- Pickering, S. J. & Howard-Jones, P. Educators’ views on the role of neuroscience in education: findings from a study of UK and international perspectives. Mind, Brain, and Education 1, 109-113, doi:10.1111/j.1751-228X.2007.00011.x (2007).
- Ansari, D. & Coch, D. Bridges over troubled waters: education and cognitive neuroscience. Trends in Cognitive Sciences 10, 146-151, doi:10.1016/j.tics.2006.02.007 (2006).
- Donoghue, G. M. & Horvarth, J. C. Translating neuroscience, psychology and education: an abstracted conceptual framework for the learning sciences. Cogent Education 3, 1267422, doi:10.1080/2331186X.2016.1267422 (2016).
- Lindell, A. K. & Kidd, E. Why right-brain teaching is half-witted: a critique of the misapplication of neuroscience to education. Mind, Brain, and Education 5, 121-127, doi:10.1111/j.1751-228X.2011.01120.x (2011).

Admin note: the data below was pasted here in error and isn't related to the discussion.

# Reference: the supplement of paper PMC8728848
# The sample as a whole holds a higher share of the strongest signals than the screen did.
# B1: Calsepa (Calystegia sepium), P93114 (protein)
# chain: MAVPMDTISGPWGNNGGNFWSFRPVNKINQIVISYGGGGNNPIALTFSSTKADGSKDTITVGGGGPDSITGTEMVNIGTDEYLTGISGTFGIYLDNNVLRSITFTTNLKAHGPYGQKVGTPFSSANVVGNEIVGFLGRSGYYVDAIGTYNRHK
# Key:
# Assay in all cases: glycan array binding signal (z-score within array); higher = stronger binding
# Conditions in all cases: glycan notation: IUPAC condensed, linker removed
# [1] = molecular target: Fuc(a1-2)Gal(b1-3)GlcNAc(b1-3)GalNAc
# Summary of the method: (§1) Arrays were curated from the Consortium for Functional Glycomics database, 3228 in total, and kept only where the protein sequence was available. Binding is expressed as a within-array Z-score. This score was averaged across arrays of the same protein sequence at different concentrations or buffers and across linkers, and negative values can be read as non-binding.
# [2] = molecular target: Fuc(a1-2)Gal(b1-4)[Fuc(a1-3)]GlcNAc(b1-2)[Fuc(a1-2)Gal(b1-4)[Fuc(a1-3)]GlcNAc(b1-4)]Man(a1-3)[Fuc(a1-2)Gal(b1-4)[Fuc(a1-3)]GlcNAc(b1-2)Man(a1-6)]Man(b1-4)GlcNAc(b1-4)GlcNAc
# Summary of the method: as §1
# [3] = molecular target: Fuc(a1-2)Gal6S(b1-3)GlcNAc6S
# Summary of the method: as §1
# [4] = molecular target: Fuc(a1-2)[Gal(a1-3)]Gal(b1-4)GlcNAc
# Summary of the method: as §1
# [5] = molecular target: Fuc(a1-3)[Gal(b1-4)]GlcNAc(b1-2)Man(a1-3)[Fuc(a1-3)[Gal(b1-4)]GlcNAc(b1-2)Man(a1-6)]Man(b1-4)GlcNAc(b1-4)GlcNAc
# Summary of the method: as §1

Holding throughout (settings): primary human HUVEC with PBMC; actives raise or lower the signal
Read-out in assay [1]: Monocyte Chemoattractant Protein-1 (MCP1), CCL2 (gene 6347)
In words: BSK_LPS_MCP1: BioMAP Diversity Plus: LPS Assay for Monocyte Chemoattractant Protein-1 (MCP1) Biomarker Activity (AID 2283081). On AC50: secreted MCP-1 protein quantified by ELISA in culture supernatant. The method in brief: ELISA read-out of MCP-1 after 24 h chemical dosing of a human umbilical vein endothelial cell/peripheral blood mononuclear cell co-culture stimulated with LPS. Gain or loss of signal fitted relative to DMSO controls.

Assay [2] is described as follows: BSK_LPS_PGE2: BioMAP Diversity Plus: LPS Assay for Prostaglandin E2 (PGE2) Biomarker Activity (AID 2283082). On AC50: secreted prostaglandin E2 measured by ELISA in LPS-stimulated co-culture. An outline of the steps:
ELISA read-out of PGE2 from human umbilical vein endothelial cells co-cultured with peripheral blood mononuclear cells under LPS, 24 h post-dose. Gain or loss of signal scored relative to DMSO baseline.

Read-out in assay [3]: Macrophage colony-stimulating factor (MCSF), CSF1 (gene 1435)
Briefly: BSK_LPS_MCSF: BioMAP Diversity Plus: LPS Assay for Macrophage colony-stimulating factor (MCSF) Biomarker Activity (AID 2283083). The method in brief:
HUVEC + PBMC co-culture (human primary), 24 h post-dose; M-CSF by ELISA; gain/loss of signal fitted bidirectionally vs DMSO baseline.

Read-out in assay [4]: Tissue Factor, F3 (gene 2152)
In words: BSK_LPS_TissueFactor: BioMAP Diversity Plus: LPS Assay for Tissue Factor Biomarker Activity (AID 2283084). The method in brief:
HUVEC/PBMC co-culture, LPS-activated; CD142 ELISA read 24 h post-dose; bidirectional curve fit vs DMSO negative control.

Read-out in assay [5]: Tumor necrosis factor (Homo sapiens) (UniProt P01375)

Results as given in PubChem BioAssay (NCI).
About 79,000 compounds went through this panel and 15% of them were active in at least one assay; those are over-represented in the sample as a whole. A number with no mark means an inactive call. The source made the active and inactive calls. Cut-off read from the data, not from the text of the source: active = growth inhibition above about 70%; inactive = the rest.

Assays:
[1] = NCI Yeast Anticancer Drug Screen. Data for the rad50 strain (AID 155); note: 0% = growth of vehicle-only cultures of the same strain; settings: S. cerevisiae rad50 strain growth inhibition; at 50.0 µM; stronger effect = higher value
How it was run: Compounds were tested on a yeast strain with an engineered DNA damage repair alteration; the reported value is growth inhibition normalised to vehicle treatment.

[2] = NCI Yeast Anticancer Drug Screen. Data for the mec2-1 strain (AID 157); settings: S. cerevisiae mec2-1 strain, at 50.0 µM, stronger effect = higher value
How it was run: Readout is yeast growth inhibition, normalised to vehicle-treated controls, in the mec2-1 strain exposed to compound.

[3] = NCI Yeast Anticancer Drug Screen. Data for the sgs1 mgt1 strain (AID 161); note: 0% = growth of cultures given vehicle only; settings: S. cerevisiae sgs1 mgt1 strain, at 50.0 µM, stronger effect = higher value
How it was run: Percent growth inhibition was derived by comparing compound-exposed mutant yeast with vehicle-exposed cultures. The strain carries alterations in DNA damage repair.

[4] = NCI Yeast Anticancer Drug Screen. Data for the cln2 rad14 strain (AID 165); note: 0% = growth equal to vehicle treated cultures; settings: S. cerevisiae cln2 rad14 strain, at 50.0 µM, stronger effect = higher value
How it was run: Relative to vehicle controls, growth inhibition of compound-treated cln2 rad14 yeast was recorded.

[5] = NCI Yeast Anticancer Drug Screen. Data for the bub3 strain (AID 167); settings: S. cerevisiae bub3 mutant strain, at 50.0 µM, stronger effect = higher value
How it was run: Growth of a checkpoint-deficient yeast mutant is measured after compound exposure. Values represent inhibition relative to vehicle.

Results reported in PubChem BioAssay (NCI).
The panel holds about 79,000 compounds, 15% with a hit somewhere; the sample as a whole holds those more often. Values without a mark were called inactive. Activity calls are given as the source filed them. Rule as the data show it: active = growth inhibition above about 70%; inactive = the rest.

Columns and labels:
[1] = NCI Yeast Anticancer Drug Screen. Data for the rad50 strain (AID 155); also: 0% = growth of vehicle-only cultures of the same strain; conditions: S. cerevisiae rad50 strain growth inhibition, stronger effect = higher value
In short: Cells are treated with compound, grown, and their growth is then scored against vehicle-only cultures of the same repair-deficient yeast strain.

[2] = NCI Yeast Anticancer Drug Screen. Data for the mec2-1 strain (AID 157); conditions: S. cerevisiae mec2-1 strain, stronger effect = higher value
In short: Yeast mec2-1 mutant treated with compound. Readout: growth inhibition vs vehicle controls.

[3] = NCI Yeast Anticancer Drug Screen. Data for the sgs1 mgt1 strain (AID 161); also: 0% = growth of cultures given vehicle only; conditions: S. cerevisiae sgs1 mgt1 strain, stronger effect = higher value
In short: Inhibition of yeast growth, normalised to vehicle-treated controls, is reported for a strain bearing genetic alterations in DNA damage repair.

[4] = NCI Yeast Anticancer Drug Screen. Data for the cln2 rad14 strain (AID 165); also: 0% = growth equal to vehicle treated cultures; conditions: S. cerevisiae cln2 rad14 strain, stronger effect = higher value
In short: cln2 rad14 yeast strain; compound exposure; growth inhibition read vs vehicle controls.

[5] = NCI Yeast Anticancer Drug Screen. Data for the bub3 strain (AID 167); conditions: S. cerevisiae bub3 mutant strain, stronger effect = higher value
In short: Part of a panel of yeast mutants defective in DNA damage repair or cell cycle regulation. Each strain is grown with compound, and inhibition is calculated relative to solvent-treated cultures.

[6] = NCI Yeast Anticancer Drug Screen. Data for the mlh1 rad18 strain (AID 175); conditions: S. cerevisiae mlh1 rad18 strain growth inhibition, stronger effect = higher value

- Tzourio-Mazoyer, N. & Seghier, M. L. The neural bases of hemispheric specialization. Neuropsychologia 93, 319-324, doi:10.1016/j.neuropsychologia.2016.10.010 (2016).
- Howard-Jones, P. A. Neuroscience and education: myths and messages. Nature Reviews Neuroscience 15, 817-824, doi:10.1038/nrn3817 (2014).
- OECD. Understanding the brain: the birth of a learning science. (Organisation for Economic Co-operation and Development, 2007).
- Sousa, D. A. How the brain learns. 3rd edn, (Corwin Press, 2006).
- Cai, Q., Van der Haegen, L. & Brysbaert, M. Complementary hemispheric specialization for language production and visuospatial attention. Proceeding of the National Academy of Sciences 110, E322-E330, doi:10.1073/pnas.1212956110 (2013).